Combat in Guild Wars 2 feels much like a cross between Tera and World of Warcraft and characters can only use the abilities that they have equipped to attack and do damage. These abilities do not require mana. Once used they are placed on cooldown and when that time expires the ability can be used again. There is also a roll mechanic for dodging incoming attacks with a gauge above the hit points meter shows whether a character can roll. A full gauge allows a character to roll twice before they have to wait for it to replenish. That being said, some abilities can be used to dodge as well. For example the elementalist has an ability that makes them roll away from an enemy leaving a line of fire in their wake. If an area of effect ability is used, there is a translucent wall that appears around the affected area. This wall can be moved through freely which is used to show players where the edge of the effect is. So if a player sets off an area heal, other players can make sure they are in the proper spot to get healed. This also works the other way during PvP, players can then see more clearly if they are in a dangerous area.

Visually Guild Wars 2 is one of the best looking games out there and is full of colorful and very pretty looking environments that fit very well within the game. Whether you are running across a field that has seen battle, or a swamp that is trying to kill you, the landscape looks and feels right. ArenaNet and the Guild Wars team has always had some of the best concept art in the industry and does a fantastic job creating a world based on that art. The spell and ability effects are very impressive and I especially like the mesmer’s effects. The mesmer’s abilities are based on distraction and confusion, so many of his abilities have the mesmer looking like he splits into two or three people, and once the effect is over, the mirror copies disappear in a hail of butterflies. The elemantalist’s lightning whip is really good looking as well, and just having a character run around being able to throw lightning like a whip or cause it to rain giant fireballs from the sky is darn cool.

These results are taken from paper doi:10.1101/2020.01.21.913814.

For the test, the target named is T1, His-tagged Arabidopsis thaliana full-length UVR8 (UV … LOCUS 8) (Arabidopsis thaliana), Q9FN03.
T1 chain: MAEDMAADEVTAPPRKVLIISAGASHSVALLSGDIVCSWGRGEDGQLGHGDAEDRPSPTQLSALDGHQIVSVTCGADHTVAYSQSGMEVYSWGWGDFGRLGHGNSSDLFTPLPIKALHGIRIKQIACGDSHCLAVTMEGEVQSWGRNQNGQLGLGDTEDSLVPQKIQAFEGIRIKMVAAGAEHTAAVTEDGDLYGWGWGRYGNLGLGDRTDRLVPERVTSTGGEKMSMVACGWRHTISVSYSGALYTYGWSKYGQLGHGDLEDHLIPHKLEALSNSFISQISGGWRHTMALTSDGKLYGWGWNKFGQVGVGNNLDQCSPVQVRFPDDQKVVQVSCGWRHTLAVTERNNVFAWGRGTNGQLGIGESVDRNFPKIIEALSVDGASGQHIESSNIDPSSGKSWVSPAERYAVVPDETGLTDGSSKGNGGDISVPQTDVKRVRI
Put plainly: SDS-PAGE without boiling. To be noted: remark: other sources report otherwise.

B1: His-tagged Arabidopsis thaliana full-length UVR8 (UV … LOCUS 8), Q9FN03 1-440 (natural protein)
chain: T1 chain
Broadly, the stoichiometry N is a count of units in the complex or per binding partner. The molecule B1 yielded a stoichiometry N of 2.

As I mentioned earlier, there are some problems grouping up, though thankfully ,once the group gets together, it goes pretty smooth from there. Waypoints around the zones allow players to teleport to the different areas by paying a small fee as long as those points have been visited by the player before. Also, if a player is grouping with a much higher level character, the game evens out the levels of the characters depending on what zone they are in. When I grouped up with players in the human starting zone with players who were much higher level than I was, their level was reduced, but they kept all the abilities and equipment that they learned.

Questing in Guild Wars 2 is a little different than most other MMOs. Yes there is a main quest, but most of player’s time will be spent running around a zone trying to find points of interest, waypoints, skill points, etc. As players travel they will run into quests that have already started or other quests that are on a timer that just start without player interaction. There have been times where I have stumbled upon a merchant traveling and I would have to help defend them from minotaurs, or prevent creatures from stealing items from a farm, or even defend a watchtower being built. There are hearts on the map as well which represents people who are in trouble. Mostly though the NPCs require players to wander around an area and kill monsters or find items and bring them somewhere. One had players running around finding people painting graffiti on walls and telling them to knock it off. While another led to a fantastic boss fight against a giant undead foe. Each map objective players succeed at gains them experience.

With a very unique take on the MMO genre, Guild Wars 2 is a great entry into the series. The music and especially the environments are extremely well done and suck the player into the vast world. There are a few technical bumps along the road, which will hopefully be fixed in later patches or updates. However, if you can overlook a few minor launch glitches, the game is worth every penny. If you find that you have time to add an MMO to your life, I suggest picking up Guild Wars 2… it was definitely worth the wait.

Grade: B+